Like a House on Fire

Like a House on Fire

Cate Kennedy, Scribe, $27.95

Cate Kennedy says stories are living, breathing entities that refuse to be corralled by aphorisms.

There are 15 short stories in her latest book, Like a House on Fire, and all live and breathe deeply. I’d read a couple of the stories before in other contexts but was pleased to read them again and to find new insights.

“Tender” shows the mother of small children taking stock on the night before travelling to the city to have a lumpectomy. She realises that her own and her husband’s obsession with mud bricks, toxicity and solar power has buckled under the weight of everyday life; that their “grand theory of sustainability” has been modified to “more prosaic reality”.

Their house and life is teetering on the verge but the woman stays up to finish her son’s model of “a little world” due the next day, and finds herself at 5 am searching for moss to create its tiny hills.

“Five Dollar Family” works metaphors of motherhood and babyhood to fine advantage. The startle reflex and the let-down reflex contain revelations for a new mother disappointed by her partner but whose power over her is receding.

“Ashes” shows a son reticent to fit into the life narrative his parents want to write for him. Even after his father’s death, Chris finds himself kicking back at his mother’s “nauseating revisionism”.

Eventually, though, he finds himself wondering what it would have cost him to answer his father with enthusiasm, instead of shrugging “just for the mean pleasure of feeling his father turn away, defeated”.

Kennedy’s writing is deft, clever, well-paced and understated. Stand-out phrases shimmer off the page like heat haze on the horizon.

In “Ashes”, Chris finds that reminders of his father are everywhere “set like mousetraps ready to snap”. In “Flexion”, an unlikeable man is injured in a farm accident and, at home in bed after lengthy rehabilitation, his wife’s gains greater comprehension of his suffering, shocked by his frailty and ruin: “She glances over and makes out the shape of him in the moony dimness, flat on his back and still as a tree, arms at his sides like a soldier at attention, and crying soundlessly, eyes screwed shut and face contorted into a mask.”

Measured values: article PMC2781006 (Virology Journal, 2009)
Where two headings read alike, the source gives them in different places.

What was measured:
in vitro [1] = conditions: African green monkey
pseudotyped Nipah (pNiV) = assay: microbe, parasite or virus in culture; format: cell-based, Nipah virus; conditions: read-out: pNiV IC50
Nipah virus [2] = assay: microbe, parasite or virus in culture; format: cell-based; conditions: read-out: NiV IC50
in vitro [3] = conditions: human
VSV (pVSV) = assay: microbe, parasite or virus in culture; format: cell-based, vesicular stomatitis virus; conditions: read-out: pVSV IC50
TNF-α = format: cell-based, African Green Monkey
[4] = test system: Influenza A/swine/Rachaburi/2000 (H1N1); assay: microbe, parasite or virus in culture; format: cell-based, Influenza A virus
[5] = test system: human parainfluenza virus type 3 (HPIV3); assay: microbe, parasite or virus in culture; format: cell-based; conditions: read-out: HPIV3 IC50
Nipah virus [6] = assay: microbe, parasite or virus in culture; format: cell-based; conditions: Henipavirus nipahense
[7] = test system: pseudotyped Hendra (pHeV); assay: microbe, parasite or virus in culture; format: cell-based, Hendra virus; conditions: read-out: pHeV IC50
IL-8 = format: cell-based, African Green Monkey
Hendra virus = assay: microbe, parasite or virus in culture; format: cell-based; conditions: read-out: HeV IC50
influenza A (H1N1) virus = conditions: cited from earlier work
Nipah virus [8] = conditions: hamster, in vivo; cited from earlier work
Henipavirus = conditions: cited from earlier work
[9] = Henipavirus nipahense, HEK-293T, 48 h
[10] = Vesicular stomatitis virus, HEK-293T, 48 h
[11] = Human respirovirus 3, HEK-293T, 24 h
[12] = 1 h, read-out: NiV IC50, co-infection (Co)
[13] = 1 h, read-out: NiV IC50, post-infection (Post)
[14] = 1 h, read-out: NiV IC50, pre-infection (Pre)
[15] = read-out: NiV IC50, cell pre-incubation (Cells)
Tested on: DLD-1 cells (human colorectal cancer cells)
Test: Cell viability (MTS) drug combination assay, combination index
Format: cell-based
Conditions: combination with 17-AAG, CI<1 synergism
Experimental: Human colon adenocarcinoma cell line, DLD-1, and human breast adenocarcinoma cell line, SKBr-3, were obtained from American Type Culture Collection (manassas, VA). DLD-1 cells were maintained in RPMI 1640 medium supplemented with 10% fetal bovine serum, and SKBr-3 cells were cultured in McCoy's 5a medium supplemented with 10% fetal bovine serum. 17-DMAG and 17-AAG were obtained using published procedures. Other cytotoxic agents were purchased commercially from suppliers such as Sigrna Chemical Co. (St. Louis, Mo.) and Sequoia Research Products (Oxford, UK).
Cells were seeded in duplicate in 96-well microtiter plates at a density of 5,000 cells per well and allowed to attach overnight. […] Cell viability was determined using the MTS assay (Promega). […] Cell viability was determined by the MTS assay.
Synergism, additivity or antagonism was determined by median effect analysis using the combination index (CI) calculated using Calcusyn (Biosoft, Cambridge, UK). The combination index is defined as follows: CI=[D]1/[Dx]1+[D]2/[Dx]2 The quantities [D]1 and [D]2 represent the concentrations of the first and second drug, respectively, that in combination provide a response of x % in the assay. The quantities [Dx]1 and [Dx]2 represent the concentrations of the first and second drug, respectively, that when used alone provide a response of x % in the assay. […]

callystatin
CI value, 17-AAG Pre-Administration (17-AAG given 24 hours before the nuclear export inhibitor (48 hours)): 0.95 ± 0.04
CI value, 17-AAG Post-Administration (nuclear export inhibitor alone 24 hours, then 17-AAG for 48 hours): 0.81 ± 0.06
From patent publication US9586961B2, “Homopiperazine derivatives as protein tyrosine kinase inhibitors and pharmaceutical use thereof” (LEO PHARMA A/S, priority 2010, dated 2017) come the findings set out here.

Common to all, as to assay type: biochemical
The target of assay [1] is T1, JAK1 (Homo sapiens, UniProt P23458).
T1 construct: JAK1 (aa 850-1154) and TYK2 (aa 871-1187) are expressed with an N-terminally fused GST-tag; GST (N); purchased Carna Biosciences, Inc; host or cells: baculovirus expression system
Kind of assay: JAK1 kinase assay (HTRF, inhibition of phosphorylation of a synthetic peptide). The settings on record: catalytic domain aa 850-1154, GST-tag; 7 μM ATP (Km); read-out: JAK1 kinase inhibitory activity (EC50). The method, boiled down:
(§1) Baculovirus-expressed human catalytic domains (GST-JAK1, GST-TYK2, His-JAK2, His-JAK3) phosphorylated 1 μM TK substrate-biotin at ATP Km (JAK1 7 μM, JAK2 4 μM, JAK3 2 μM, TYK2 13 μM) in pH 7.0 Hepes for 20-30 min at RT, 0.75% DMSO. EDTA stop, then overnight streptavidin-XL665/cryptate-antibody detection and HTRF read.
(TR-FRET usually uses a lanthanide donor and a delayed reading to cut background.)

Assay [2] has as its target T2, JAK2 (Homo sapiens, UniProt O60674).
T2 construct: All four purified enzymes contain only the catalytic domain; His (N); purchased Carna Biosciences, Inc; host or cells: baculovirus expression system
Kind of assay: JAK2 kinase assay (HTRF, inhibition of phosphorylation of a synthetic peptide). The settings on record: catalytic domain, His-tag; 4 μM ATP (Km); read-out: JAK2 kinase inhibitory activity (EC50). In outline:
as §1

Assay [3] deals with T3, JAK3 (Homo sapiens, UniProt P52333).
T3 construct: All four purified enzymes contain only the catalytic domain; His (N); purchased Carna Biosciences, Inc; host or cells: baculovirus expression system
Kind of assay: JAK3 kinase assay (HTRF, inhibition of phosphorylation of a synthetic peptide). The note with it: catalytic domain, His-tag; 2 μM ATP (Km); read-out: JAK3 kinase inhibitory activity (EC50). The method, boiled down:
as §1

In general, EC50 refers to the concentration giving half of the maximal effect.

In “Like a House on Fire” a man who has had 16 weeks of excruciating back pain from lifting heavy duty hedge-clippers over his head crawls to his usual spot on the floor “like a beaten dog”.

Kennedy says she has a penchant for the ordinary in her stories — for looking at things often taken for granted in a fresh way.

“Whirlpool” perfectly captures a long, hot Australian summer where swimming in the backyard pool and making whirlpools becomes the most natural and desirable place for a child to want to be.

“72 Derwents”, a longer story told from a child’s perspective, traverses dark and seamy territory without unbalancing the tenor and tone of the child’s eye view.

The stories in Like a House on Fire may strike some readers as simple due to Kennedy’s assured voice and uncomplicated plots. Don’t be misled. Kennedy manages to locate moments in families, couples or individual lives where the world cracks open and deeper mysteries are revealed.

Likewise, her exposure of each character’s soft underbelly can open a chink of understanding for readers about their own fragility and that of others.

There’s a priceless moment in “Like a House on Fire” when the man with the bad back climbs the stairs on Christmas eve. In Santa Claus mode he gropes painfully in the darkness towards his sons’ beds. One of his sons is awake. This son has felt the tension in his parents’ marriage caused by his father’s prolonged illness and intensified by his mother having to work on Christmas eve to pay the bills.

The boy asks “Santa” how the reindeers are.

Then, with perfect timing, he queries, “And Mrs Clause?”

It is for delicious moments like these and for plenty more that you should read Cate Kennedy. She is one of our finest short story writers and a keen observer of life in all its oddness, humour, beauty and melancholy.

She recently told fellow Australian author, Helen Garner, that she hates a story to feel forced. “I want to set my image down quietly, like a butler, and back away on tiptoe.”

And, yes, Cate Kennedy’s stories are that poised.

Marjorie Lewis-Jones

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